We invest resources in the most promising levers of change.
Design drives equity. But is design driven by equity?
Do you have to go to design school to design your community?
Where does street wisdom and expert knowledge meet?
Can community design conquer the limitations of geography?
Places have heart. Can big data sense its pulse?
An informed and engaged public is the central ingredient of a successful community. The Sasaki Foundation invests in ideas and strategies that engage community members with participating in the design process—and meaningfully contributing to its outcomes. To that end, we work with civic leaders, educators, economists, and technologists to connect design and community-driven action.
The Foundation was a lead sponsor of the 2017 Harvard Graduate School of Design conference “Black in Design: Designing Resistance, Building Coalitions,” that promotes the agency of the design professions to address issues of equity and social justice.
Best ideas happen outside of office hours. How do we get past the clock?
Are the best materials of tomorrow languishing in the landfills of today?
At what point does interdisciplinary transcend disciplines?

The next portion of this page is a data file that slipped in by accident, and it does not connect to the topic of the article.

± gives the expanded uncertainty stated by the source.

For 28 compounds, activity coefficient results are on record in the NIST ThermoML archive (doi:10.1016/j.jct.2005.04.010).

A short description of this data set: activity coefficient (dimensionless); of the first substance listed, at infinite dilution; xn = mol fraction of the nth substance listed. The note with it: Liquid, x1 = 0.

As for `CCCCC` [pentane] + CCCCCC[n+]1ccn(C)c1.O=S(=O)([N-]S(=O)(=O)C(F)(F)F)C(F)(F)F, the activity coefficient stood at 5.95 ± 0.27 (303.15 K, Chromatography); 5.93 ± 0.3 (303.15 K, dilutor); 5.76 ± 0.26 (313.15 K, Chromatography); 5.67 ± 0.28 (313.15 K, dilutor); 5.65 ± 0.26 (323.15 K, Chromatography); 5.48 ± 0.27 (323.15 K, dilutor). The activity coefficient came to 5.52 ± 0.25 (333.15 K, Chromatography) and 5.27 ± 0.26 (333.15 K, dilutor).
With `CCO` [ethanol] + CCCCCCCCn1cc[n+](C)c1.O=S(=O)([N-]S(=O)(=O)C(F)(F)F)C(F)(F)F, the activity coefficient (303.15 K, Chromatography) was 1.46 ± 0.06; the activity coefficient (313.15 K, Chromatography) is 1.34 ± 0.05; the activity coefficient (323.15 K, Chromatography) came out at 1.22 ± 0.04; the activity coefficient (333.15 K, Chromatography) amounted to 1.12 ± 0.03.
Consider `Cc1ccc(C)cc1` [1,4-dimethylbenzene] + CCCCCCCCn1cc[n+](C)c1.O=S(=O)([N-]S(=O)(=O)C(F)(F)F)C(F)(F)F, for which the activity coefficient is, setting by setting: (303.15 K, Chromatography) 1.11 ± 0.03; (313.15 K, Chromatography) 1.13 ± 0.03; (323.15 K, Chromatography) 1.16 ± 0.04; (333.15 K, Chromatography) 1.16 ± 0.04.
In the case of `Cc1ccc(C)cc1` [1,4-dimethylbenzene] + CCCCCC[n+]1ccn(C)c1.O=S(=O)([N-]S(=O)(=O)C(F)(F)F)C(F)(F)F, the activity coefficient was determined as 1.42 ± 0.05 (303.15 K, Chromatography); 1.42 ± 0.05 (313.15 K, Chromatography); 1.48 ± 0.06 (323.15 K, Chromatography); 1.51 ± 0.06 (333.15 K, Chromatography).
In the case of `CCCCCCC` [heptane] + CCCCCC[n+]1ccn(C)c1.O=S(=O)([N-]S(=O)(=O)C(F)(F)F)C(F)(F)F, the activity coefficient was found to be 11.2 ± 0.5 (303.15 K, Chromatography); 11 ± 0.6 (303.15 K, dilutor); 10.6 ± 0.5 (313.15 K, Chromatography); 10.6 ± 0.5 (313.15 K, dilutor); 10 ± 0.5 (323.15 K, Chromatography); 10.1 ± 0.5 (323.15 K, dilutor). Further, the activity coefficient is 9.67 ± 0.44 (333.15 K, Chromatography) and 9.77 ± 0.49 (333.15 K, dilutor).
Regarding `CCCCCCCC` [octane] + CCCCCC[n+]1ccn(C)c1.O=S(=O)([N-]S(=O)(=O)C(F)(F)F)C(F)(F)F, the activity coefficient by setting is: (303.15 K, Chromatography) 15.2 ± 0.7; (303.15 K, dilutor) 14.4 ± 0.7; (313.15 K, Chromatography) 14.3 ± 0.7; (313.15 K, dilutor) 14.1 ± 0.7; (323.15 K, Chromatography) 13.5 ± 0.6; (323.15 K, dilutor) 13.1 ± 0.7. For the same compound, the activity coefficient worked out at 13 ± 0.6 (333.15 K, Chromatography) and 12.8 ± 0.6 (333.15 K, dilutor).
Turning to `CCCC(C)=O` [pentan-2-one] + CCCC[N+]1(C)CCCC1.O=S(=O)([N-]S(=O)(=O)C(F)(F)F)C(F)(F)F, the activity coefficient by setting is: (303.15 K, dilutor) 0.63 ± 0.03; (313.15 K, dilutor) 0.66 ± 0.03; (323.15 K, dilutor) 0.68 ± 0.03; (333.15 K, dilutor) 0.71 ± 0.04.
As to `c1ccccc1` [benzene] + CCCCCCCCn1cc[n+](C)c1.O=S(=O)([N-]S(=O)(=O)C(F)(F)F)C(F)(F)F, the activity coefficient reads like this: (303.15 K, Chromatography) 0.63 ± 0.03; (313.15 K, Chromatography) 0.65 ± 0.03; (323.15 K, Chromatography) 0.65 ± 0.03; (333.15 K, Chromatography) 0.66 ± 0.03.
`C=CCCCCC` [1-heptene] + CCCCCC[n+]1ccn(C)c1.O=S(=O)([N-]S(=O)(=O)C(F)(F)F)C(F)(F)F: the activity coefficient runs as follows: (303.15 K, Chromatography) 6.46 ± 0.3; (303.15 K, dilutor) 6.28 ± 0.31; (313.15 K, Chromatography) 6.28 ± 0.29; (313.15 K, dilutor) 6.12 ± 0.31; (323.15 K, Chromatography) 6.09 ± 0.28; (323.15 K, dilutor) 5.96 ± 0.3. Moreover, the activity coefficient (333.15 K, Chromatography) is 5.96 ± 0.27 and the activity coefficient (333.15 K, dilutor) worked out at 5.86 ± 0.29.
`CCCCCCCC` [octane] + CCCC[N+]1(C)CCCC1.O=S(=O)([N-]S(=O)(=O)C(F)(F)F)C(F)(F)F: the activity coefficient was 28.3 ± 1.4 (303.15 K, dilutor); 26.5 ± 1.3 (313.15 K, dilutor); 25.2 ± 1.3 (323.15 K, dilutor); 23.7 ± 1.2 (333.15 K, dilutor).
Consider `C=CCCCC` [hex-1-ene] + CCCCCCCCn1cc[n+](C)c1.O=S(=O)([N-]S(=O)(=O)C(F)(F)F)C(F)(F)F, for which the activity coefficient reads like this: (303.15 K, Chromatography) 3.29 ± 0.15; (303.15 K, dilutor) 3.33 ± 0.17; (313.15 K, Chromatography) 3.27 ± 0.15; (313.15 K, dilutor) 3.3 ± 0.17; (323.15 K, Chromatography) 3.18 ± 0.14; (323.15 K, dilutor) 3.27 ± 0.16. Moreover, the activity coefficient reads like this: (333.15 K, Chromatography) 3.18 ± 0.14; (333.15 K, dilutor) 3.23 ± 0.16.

Can artificial intelligence make us better humans?
Can a stormwater system double as a community space?
Large-scale, complex challenges require cross-disciplinary thinking. That’s why the Sasaki Foundation convenes experts and innovators from all professional backgrounds and all walks of life. At Sasaki’s campus, resources such as a fabrication lab and advanced digital tools—as well as Sasaki’s global expertise and networks—empower creative problem-solving and truly novel solutions.
The Foundation sponsors the Perry Chapman Research Prize through the Society of College and University Planning (SCUP). The prize honors the memory of Perry Chapman, a landmark campus planner, for his commitment to integrated planning and interdisciplinary collaboration. The prize furthers the research, development, and dissemination of emerging knowledge to improve campus environments in support of their institution’s mission.
How can design shed its luxury label?
Who decides who a designer is?
What does a designer look like?
Can designers move from representation to construction?
If we are designing for democracy, why aren’t we designing in a democracy?
A thriving design industry relies on a pipeline of diverse, talented, and passionate practitioners who infuse new ideas and disrupt established patterns. The Sasaki Foundation supports professional organizations and initiatives that prepare such future leaders. The Foundation also advocates for innovative design practice, seeking ways to cross disciplinary boundaries and amplify impact. Of special interest are programs that advance diversity and inclusivity in the next generation of design professionals.
The Foundation is a sponsor of Youth Design, providing summer design internships at Sasaki. Youth Design targets urban high school students attending Boston Public Schools, and the organization's priority is to help youth obtain the essential skills required to compete in the 21st century workforce.